Allan Fung

The May Revenue Estimating Conference is in the books, signaling the beginning of the end of the legislative session, and all the excitement that comes with that. So thanks for stopping by for my weekly column. As usual, your tips and comments are welcome, and you can follow me through the week on the twitters. Here we go.

It might be spring, it might feel like summer, but the signals of an intensifying election season are increasingly evident. So thanks for stopping by for my weekly column. Your tips and comments are welcome, and you can follow me through the week on the twitters. Here we go.

Ian Donnis/File Photo / RIPR

Cranston Mayor Allan Fung, a Republican candidate for governor, wants to limit state lawmakers to five two-year terms, create an office of inspector general, and institute the use of photo IDs for food benefits and add work requirements for able-bodied people receiving welfare.

Ian Donnis / RIPR

A plan unveiled Tuesday by Rhode Island GOP gubernatorial candidate Patricia Morgan would scrap truck tolls, reduce taxes, add three Quonset-style business parks, and create an office of inspector general to help pay for some of the lost revenue.

Ian Donnis/File Photo / RIPR

Rhode Island Gov. Gina Raimondo raised $1.3 million in the first quarter of 2018, giving her a huge financial advantage over opponents as she seeks re-election.

Raimondo's campaign said she received 990 contributions "from every corner of the state, totaling more than $528,000 in the quarter."

The Democratic governor's campaign said that "both the number of Rhode Island contributions and the amount of money that Rhode Islanders contributed to Raimondo’s campaign in the quarter far exceeded Rhode Island contributions to any other candidate."

Just another ho-hum week in Rhode Island politics, right? The news emerged fast and furious Wednesday, in a likely harbinger of a lot more drama in the months to come. So thanks for stopping by for my weekly column. As usual, your tips and comments are welcome, and you can follow me through the week on the twitters. Here we go.

RIPR

Last week’s Rhode Island political developments among both Democrats and Republicans shook up the 2018 political campaigns. RIPR political analyst Scott MacKay analyzes the new landscape.


Ian Donnis / RIPR

Rhode Island House Speaker Nicholas Mattiello concedes he made a mistake by exceeding state campaign finance laws by about $72,000 in the midst of a very tight re-election fight for his Cranston state representative seat in 2016. But he said the violation did not make a difference in the outcome of his 85-vote win over Republican Steven Frias.

Mattiello said he had more than enough at the time to draw the $72,000 from his personal campaign account, and he likened the campaign violation documented by the state Board of Elections to using the wrong checking account to pay a bill.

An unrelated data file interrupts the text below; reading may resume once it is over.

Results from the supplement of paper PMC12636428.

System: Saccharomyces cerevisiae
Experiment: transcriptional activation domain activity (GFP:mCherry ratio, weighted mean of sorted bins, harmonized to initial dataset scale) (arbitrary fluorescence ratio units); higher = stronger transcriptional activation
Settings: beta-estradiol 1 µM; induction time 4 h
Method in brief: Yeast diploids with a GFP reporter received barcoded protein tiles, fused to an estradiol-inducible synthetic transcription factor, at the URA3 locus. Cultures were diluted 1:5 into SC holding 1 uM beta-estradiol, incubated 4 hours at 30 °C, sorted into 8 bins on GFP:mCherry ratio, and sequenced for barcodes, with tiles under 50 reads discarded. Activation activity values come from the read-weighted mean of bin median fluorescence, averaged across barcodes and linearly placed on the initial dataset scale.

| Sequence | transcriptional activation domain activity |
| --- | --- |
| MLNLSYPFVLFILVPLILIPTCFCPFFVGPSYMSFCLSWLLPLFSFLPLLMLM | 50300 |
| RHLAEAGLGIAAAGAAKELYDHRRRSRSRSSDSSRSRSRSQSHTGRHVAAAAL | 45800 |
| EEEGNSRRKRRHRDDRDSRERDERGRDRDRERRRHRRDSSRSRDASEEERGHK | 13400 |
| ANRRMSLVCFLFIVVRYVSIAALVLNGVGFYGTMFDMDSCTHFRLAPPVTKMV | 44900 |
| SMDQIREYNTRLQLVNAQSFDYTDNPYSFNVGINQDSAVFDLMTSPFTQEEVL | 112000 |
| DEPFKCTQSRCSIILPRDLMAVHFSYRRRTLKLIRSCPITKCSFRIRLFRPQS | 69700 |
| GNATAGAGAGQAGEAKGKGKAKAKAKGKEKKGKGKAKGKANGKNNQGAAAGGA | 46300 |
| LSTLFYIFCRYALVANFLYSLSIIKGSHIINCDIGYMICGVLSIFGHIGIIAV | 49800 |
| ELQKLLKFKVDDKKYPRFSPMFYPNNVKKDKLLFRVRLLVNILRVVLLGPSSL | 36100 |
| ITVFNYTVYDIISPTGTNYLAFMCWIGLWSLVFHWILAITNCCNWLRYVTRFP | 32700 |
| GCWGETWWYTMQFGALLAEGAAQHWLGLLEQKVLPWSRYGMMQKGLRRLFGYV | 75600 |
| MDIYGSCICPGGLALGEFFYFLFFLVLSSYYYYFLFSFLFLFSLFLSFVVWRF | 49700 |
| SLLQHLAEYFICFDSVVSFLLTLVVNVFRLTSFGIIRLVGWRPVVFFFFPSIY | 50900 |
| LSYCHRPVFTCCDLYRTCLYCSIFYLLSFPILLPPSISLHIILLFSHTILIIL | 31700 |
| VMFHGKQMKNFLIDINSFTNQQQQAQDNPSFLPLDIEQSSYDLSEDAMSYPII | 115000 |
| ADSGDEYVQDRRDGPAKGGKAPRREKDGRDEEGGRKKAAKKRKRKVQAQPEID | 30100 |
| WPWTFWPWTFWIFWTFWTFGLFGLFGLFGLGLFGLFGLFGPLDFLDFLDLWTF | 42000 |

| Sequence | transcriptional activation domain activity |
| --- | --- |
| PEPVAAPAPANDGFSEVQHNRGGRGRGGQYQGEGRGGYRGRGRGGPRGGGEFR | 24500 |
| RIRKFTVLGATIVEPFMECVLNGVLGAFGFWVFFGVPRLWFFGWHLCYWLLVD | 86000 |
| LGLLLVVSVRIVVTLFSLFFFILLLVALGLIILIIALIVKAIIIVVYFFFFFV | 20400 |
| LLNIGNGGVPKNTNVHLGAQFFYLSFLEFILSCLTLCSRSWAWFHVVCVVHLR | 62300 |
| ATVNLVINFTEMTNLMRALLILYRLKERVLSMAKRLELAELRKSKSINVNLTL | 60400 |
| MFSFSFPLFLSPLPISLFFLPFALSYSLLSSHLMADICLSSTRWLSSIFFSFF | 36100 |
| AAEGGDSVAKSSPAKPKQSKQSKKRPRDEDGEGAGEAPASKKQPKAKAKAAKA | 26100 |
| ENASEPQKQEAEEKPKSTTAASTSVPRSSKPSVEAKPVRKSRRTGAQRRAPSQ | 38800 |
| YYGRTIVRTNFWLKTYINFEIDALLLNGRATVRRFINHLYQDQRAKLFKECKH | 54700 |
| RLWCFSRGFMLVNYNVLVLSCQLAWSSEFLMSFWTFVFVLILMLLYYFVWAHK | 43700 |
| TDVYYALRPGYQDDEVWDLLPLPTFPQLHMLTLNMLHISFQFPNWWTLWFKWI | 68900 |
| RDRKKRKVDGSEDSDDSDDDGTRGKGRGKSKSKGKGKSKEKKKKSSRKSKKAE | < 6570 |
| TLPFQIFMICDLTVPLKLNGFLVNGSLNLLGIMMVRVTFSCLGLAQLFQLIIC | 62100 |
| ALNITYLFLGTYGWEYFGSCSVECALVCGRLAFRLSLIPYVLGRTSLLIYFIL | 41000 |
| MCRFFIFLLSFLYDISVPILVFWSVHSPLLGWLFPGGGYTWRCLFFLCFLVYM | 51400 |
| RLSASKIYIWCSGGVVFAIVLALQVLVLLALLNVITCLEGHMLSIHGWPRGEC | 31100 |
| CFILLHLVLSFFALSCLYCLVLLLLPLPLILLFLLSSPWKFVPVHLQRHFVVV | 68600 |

Only about two months remain until the filing deadline to run for public office in Rhode Island this year, so a more active phase of campaign season is approaching. With that in mind, thanks for stopping by for my weekly column. As usual, your tips and comments are welcome, and you can follow me through the week on the twitters. Here we go.

RIPR

Rhode Island Gov. Gina Raimondo faces headwinds in her reelection campaign. RIPR political analyst Scott MacKay parses why the governor is so well-regarded outside the state but not so well-liked at home. 

One need not suffer from triskaidekaphobia to question Rhode Island's budget outlook. But lawmakers are heading off on their spring break, and the weather shows some (brief) signs of improvement, so it will have to wait. Thanks, regardless, for stopping by for my weekly column. As usual, your tips and comments are welcome, and you can follow me through the week on the twitters. Here we go.

Chris Potter / Flickr

It’s that time of year again: income tax filings are due. And candidates for governor are talking about cutting taxes. RIPR political analyst Scott MacKay says voters should be wary of political tax promises.

Ian Donnis/File Photo / RIPR

Republican gubernatorial candidate Allan Fung unveiled a proposal Wednesday to lower the sales tax in Rhode Island, reduce fees, and introduce a business concierge program.

Ian Donnis / RIPR

Republican candidate Giovanni Feroce said he will cut taxes sharply, try to make Rhode Island a right to work state, and instill a reliance on blockchain technology if he wins election as Rhode Island's next governor.

During a mid-day campaign event in front of a few dozen supporters at the Eleven Forty Nine restaurant in East Greenwich on Tuesday, Feroce spent almost 20 minutes praising the entrepreneurial spirit of George Washington before launching into his policy prescriptions. He said his focus will be on creating prosperity through education, employment and retirement.

To paraphrase a remark (mistakenly) attributed to Mark Twain, the coldest winter I ever spent was a spring in southern New England. But we roll with the punches, right? 

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